This project challenges the conventional ‘silo-ed’ approach to planning by promoting more holistic and collaborative methods. The diverse types of data sets to support planning processes will be brought together, culminating in a smart interactive data platform that will allow stakeholders and community members to: (1) uncover local relationships between urban development, the community and waterways, and (2) interact and visualise the variety of data sets used to develop our understanding of these interactions. Stakeholders involved in the project will be equipped with new knowledge to make better informed planning decisions for regional centres. Research partners will be able to gain a holistic view of the development of the regional centre (past, present and future) and the interactions between this development, the community and the local environment. It is anticipated that this proof-of-concept pilot study will form the basis for a larger, long-term research endeavour that will up-scale and test the findings within other regional towns across Australia and globally.

  • Victorian Government, Victoria in Future 2016: Population and household projections to 2051. 2016, Department of Environment Land, Water and Planning: Melbourne


The research involves four key tasks (based on a proposed conceptual framework in Figure 2). The first three tasks will occur concurrently, and the results of each step will help inform the others. These tasks are:

  • Task 1 – Data science: extrapolating from historical and environmental records
  • Task 2 – Culture and community: engaging stakeholders to elicit planning preferences
  • Task 3 – Integrated modelling: using models to understand historical change
  • Task 4 – Future proofing Wangaratta: consolidating the integrated planning approach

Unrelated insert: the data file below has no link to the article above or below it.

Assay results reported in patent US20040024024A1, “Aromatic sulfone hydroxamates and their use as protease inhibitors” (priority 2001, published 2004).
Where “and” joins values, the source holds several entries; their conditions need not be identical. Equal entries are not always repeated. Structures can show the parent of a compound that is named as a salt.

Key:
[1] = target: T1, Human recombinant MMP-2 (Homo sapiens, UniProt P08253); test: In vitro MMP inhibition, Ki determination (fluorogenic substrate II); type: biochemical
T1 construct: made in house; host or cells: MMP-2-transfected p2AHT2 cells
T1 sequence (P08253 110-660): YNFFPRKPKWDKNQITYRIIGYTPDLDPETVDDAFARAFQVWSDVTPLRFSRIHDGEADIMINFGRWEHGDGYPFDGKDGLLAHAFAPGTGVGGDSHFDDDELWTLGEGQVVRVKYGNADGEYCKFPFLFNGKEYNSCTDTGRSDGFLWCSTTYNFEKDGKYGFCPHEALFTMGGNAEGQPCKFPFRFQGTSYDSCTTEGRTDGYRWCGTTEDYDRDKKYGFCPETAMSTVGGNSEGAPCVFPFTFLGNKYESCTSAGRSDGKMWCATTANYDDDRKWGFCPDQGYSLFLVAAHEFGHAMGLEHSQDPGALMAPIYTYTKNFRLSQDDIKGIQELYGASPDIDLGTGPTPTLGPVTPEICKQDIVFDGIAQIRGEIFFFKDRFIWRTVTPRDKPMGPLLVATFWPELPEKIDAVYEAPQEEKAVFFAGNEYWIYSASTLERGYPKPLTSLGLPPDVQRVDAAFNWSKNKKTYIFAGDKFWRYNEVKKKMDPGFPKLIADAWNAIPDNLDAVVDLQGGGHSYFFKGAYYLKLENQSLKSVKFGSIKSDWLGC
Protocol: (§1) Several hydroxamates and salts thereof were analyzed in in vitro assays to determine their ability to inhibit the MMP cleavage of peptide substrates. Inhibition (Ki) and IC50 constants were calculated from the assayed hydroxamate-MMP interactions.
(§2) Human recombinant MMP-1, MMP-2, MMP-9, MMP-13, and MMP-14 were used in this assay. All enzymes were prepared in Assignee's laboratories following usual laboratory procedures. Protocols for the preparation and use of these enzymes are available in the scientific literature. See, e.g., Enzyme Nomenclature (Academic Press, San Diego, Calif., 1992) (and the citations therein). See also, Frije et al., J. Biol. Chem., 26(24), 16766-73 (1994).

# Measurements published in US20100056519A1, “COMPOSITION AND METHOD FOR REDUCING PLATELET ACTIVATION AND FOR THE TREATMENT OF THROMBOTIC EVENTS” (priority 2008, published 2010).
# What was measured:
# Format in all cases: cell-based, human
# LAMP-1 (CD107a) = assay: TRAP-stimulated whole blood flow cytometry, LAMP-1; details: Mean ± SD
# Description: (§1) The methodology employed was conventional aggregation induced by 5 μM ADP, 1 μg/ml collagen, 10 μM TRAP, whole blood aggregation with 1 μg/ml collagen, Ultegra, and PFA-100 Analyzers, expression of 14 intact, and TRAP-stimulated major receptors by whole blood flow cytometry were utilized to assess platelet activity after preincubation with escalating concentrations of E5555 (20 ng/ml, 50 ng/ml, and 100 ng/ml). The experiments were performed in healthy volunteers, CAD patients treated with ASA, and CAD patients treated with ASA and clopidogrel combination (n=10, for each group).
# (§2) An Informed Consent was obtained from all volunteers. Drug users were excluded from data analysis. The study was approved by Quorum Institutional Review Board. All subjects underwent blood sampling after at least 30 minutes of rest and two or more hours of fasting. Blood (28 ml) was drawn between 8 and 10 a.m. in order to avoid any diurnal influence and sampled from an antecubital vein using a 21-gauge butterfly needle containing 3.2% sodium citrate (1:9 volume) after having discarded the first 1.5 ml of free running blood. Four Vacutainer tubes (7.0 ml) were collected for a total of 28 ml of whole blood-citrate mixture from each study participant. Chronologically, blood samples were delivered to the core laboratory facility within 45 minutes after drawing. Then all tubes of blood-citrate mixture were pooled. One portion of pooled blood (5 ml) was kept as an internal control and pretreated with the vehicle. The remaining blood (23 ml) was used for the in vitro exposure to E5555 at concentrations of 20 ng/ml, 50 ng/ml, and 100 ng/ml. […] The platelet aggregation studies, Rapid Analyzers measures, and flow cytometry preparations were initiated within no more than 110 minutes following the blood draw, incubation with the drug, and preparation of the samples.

The Team

The team on this project involves researchers from Australia and Switzerland across three universities.

Anna Lintern (Project Lead)
Civil Engineering, Monash University
Peter Bach (Co-Lead)
Research Scientist
Eastern Switzerland University of Applied Sciences
Megan Farrelly
Associate Professor
School of Geography, Monash University
João P. Leitão
Senior Scientist
Urban Water Management (Eawag)
Behzad Jamali
Research Associate
Water Research Centre (UNSW)

Other Collaborators:

  • Adam Kessler (Earth Sciences, Monash University)
  • Carl Grodach (Architecture/Urban Planning, Monash University)
  • Catherine Murphy (Architecture/Urban Planning, Monash University)

Research Students on the Project:

  • Spencer Browne (Bachelor Project – 2020)
  • Vivian Gong (Bachelor Project – 2021)
  • Alex Sui (Bachelor Project – 2021)
  • Beverly Chen (Bachelor Project – 2021)

Industry Partners

The project is supported by three Australian industry partners who are deeply engaged in future-proofing the Rural City of Wangaratta

Publications from the Project

This list will be updated as new publications become available

  • Browne, S., Lintern, A., Jamali, B., Leitão, J.P. and Bach, P.M., 2021. Stormwater management impacts of small urbanising towns: The necessity of investigating the ‘devil in the detail’. Science of the Total Environment757, p.143835. [Link] (Open Access)